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Patrick Jones
Patrick Jones

Posted on • Updated on

Build a Highly Performant Api with Rails 6 and fast_jsonapi

Create a boilerplate Rails project

First generate a new rails api:

$ rails new rails-jsonapi \
  --database=postgresql \
  --skip-action-mailbox \
  --skip-action-text \
  --skip-spring -T \
  --skip-turbolinks \
  --api

$ cd rails-jsonapi

This will create a boilerplate Rails api project using postgresql as a database with a few things removed to keep it concise.

Next, generate the models and controllers:

rails g resource Author name:string --no-test-framework
rails g resource Article title:string body:text author:references --no-test-framework

Don't forget to add the has_many macro to the author model to complete the association.

# app/models/author.rb
class Author < ApplicationRecord
    has_many :articles
end

Add some seed data to get started.

bundle add faker
# db/seeds.rb
require 'faker'

Author.delete_all
Article.delete_all


10.times {
    Author.create( name: Faker::Book.unique.author)
}

50.times {
    Article.create({
        title: Faker::Book.title,
        body: Faker::Lorem.paragraphs(number: rand(5..7)),
        author: Author.limit(1).order("RANDOM()").first # sql random
    })
}

Setup the database, run migrations and generate seed data.

rails db:create db:migrate db:seed

Setup the Api endpoint and controller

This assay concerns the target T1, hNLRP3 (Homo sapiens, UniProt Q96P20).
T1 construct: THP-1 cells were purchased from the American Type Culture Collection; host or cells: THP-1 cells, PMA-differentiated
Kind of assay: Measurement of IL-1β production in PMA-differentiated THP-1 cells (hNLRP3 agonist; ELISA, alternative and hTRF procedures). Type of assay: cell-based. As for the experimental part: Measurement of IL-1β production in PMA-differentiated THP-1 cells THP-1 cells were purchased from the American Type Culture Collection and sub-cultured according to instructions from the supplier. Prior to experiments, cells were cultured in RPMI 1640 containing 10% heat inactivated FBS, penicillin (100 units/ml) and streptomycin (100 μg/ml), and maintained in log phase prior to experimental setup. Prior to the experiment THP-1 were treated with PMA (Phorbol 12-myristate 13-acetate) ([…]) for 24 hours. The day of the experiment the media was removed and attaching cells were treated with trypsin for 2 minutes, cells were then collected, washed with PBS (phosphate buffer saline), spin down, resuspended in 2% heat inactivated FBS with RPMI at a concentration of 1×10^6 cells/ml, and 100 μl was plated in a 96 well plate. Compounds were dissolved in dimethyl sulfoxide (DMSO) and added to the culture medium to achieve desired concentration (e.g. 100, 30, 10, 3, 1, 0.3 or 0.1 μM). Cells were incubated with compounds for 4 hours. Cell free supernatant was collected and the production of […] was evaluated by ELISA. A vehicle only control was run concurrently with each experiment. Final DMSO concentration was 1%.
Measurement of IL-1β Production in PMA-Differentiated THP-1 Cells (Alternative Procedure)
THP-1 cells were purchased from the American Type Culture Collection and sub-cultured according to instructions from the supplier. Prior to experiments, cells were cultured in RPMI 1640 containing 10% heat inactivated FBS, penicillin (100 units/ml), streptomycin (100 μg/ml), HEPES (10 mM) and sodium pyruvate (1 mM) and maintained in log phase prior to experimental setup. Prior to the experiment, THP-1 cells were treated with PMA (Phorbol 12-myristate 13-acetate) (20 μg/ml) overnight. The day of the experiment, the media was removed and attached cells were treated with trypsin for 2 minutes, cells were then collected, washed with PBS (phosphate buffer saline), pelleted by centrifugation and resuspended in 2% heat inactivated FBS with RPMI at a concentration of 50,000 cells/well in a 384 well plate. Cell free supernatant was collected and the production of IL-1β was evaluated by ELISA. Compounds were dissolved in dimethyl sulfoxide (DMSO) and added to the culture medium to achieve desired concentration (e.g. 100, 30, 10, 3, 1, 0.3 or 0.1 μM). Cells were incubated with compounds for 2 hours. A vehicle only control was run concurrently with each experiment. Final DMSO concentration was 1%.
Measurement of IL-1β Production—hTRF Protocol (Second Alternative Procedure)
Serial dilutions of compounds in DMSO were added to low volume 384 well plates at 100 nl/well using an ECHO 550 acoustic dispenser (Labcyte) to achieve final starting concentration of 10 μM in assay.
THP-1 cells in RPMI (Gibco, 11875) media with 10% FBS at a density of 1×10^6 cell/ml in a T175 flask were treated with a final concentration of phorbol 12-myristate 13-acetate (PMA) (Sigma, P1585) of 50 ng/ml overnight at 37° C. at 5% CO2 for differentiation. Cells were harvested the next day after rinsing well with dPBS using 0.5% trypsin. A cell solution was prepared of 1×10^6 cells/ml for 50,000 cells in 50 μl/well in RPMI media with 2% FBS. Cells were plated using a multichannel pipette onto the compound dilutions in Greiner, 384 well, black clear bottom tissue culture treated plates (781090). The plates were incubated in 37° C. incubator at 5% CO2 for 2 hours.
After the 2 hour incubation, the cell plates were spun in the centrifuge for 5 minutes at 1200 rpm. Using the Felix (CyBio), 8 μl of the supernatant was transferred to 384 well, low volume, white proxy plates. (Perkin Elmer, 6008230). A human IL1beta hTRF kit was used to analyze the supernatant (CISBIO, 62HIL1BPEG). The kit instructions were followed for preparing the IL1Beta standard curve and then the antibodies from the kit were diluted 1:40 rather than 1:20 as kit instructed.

Wrap the generated routes in a scope block to add /api as the base route for all routes nested with it. Don't worry about explicitly defining controller actions at this point.

# config/routes.rb
Rails.application.routes.draw do
  scope :api do
    resources :articles
    resources :authors
  end
end

Setup ArticleController and AuthorController with basic actions :index and :show, called by GET requests to /api/articles and /api/authors, respectively.

# app/controllers/articles_controller.rb
class ArticlesController < ApplicationController
    before_action :find_article, only: :show
    def index
        @articles = Article.all
        render json: @articles
    end

    def show
        render json: @article
    end

    private
        def find_article
            @article = Article.find(params[:id])
        end
end

# app/controllers/author_controller.rb
class AuthorsController < ApplicationController
    before_action :find_author, only: :show
    def index
        @authors = Author.all
        render json: @authors
    end

    def show
        render json: @author
    end

    private
        def find_author
            @author = Author.find(params[:id])
        end
end

At this point we have a working api that response to requests with json! Any request sent to GET /articles However, we haven't implemented any of our associations into our response logic, so the response body for GET /articles does not include any author data.

[
  {
    "id": "1",
    "type": "article",
    "attributes": {
      "title" "Where the Red Fern Grows",
      "body": "...",
      "author_id": 2,
    }
  }
]  

We could solve this by changing the render lines to include the associations...

...
def index
  @articles = Article.all
  render json: @articles, include: [:author]
end

...but this can get cumbersome very quickly, and is not DRY at all. There are many ways to solve this issue, one of which being the active_model_serializers gem. If you just need to wrangle your json responses, this is a a viable option.

Enter Fast JSONapi

Fast JSONapi is a Ruby library created by the Netflix development team. It includes a serializer that implements the full https://jsonapi.org/ spec. This will introduce a bit more complexity in both the frontend and the backend, but the performance benefits can easily outweigh all of that, depending on your situation. You can learn more about fast_jsonapi's performance benchmarks https://github.com/Netflix/fast_jsonapi/blob/master/performance_methodology.md.